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Wagner: Defense Key in Blazers Climbing up Standings

Kyle Wagner of FiveThirtyEight looks to answer the question: “Are the Trail Blazers for real?”

NBA: New York Knicks at Portland Trail Blazers Craig Mitchelldyer-USA TODAY Sports

The Portland Trail Blazers (39-26) are third in the Western Conference, which has easily surpassed expectations from the beginning of the season. Yet, the Blazers aren’t doing it behind an elite offense like prior seasons; they’re banking on an improved defense instead to keep them in games and limit opponents.

Kyle Wagner of FiveThirtyEight breaks down Portland’s impressive defensive numbers:

The curious thing is the Blazers have done this without many of the obvious tells of a good defense. They don’t force many turnovers (third-fewest per 100 possessions); they give up free throws at an average rate; they are average to below-average defending the pick-and-roll and drives, according to data from Second Spectrum; and they don’t block an extreme number of shots or keep opponents out of the paint...

What Portland does do is stay in good position and limit high-value shots. According to Second Spectrum’s quantified shot quality stat, which takes into account shooter and defender position, as well as other variables, the Blazers give up the lowest quality shots of any defense in the league, at an implied 49.5 effective field goal percentage. This is in part because the team denies 3-point attempts, ranking fourth in opponent 3-point attempts per game, and keeps high-value corner-three attempts down.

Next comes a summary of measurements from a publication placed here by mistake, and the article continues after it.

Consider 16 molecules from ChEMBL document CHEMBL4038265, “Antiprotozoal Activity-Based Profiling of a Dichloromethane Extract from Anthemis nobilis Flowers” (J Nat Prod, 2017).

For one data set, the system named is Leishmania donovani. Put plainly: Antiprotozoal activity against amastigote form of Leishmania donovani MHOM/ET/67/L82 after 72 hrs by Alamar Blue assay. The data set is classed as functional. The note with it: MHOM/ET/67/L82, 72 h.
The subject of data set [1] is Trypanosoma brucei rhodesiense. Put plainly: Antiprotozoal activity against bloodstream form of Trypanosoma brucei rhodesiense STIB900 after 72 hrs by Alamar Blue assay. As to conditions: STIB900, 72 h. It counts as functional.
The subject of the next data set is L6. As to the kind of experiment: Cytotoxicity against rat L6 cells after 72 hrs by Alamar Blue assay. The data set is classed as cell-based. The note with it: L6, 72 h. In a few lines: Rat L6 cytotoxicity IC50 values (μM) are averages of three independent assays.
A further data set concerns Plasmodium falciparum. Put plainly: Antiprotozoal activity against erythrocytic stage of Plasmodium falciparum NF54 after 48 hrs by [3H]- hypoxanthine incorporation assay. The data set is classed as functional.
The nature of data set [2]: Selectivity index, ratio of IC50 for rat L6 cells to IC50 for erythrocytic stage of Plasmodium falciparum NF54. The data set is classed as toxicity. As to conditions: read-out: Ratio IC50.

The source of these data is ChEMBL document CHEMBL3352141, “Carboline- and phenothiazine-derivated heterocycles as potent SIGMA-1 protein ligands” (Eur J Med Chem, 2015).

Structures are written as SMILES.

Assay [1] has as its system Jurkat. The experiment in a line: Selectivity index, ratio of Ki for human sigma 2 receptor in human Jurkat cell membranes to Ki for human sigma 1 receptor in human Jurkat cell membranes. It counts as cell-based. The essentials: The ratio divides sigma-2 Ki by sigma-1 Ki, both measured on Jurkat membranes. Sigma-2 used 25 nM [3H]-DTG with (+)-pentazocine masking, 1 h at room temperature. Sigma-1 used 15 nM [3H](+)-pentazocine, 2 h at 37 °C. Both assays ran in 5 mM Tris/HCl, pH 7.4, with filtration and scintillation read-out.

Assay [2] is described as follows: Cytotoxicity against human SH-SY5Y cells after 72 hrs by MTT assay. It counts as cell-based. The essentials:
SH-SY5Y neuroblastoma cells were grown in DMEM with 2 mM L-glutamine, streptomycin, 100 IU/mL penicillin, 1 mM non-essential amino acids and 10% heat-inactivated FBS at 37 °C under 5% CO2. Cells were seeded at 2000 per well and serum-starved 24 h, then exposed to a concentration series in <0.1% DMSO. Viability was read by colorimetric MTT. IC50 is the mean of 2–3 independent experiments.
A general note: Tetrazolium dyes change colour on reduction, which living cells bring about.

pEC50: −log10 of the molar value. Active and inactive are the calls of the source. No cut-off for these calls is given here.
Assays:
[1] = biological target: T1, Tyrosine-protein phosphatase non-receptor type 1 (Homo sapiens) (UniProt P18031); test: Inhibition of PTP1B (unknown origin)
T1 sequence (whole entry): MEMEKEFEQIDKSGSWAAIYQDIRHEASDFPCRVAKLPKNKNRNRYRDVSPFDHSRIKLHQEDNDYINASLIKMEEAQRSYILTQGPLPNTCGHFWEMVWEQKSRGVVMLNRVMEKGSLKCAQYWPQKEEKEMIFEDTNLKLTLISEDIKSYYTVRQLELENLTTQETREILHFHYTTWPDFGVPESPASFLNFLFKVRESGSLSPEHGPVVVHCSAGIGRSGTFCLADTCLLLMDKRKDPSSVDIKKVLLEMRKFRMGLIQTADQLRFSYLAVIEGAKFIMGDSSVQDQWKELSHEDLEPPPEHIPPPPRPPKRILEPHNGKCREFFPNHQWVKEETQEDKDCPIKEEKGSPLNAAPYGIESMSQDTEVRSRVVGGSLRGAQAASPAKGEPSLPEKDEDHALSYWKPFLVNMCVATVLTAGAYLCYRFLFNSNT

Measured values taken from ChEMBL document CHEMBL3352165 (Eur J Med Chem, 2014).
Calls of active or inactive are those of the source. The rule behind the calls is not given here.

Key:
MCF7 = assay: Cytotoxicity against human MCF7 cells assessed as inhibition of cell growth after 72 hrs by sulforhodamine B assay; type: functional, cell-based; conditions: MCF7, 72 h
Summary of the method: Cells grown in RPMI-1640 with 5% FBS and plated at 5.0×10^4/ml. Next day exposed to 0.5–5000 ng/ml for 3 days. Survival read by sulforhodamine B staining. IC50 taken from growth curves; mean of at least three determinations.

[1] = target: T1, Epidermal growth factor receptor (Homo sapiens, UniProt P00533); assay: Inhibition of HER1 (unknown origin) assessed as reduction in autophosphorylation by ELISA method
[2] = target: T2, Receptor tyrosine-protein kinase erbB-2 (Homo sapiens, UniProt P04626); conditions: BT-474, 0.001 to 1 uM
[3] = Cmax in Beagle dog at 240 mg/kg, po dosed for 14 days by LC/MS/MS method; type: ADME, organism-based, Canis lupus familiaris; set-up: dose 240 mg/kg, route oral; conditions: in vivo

Coming back to the offense, its rocky performance is making Lillard look incredible (and he has been). He’s single-handedly willing the team into wins. But he needs a team effort come playoff time:

Aside from Lillard and McCollum, no other Blazer can produce on the drive, which makes creating space difficult for this offense. Bad things happen when Shabazz Napier and Evan Turner drive. And insofar as the Blazers even have a post game, it’s not one that anyone would want to claim.

The Blazers have one of the harder schedules remaining in the Western Conference playoff race and will have to rely not only on Lillard and McCollum to continue to lift an otherwise leaden offense, but also young players like rookie Zach Collins and Pat Connaughton to continue contributing through a playoff push.

After a back-to-back against lower teams in the Lakers and Knicks, Portland will face the Warriors on Friday. They still have games against the Cavaliers, Rockets and Celtics and left on their testing March schedule, too.

You can read the rest of Wagner’s piece here.